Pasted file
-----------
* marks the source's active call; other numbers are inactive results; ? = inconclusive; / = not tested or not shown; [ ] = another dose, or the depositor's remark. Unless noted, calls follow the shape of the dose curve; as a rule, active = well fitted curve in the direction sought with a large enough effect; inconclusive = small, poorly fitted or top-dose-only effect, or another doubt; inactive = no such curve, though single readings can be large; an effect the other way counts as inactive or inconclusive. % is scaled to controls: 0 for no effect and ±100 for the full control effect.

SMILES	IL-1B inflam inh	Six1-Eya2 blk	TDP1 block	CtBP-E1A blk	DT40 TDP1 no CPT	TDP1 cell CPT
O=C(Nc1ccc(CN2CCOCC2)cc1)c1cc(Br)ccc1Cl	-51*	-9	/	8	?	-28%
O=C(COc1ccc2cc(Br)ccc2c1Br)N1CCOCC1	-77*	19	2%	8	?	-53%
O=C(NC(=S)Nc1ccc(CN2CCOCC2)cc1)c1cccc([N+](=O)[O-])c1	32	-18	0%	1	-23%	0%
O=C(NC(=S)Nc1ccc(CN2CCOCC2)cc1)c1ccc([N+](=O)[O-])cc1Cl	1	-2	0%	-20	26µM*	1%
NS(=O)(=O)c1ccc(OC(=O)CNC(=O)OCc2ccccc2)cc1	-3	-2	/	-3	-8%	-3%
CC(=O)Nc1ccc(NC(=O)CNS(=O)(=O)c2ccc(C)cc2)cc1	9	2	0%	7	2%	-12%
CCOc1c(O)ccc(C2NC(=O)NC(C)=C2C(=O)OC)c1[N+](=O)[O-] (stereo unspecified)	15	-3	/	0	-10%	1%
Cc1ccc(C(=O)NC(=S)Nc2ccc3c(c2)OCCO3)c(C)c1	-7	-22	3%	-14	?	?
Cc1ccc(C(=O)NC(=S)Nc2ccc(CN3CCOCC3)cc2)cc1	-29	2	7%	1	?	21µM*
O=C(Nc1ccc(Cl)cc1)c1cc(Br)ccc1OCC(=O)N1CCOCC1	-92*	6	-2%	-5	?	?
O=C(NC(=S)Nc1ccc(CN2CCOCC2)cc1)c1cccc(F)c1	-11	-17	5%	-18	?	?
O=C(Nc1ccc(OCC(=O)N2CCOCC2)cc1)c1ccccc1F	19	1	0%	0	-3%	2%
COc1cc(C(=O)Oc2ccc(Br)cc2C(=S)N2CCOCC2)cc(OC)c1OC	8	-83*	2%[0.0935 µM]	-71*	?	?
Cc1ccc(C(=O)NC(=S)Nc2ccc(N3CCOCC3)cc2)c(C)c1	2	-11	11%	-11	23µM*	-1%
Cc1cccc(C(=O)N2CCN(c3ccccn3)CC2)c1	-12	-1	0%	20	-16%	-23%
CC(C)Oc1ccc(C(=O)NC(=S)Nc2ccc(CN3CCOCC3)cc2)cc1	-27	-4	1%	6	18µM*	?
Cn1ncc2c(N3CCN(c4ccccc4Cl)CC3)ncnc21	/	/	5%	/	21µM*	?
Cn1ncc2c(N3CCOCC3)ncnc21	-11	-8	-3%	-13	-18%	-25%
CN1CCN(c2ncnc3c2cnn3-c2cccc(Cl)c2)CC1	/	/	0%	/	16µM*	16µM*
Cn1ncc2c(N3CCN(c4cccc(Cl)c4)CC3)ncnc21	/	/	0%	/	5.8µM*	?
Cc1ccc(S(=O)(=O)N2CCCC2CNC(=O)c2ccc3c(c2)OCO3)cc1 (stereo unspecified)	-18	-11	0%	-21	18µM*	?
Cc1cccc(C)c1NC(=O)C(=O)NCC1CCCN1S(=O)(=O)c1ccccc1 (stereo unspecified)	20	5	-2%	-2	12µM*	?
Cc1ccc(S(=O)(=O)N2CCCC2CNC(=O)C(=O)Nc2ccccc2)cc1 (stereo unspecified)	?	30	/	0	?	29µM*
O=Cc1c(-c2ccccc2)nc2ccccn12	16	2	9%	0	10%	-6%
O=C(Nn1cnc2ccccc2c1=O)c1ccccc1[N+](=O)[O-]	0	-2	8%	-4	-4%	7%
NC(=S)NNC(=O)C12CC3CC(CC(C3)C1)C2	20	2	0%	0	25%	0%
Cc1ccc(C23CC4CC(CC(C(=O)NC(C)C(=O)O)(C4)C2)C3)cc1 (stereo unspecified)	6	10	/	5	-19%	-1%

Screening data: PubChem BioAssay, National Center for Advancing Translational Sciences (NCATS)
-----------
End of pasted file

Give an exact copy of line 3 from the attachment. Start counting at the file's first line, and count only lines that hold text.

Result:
O=C(Nc1ccc(CN2CCOCC2)cc1)c1cc(Br)ccc1Cl	-51*	-9	/	8	?	-28%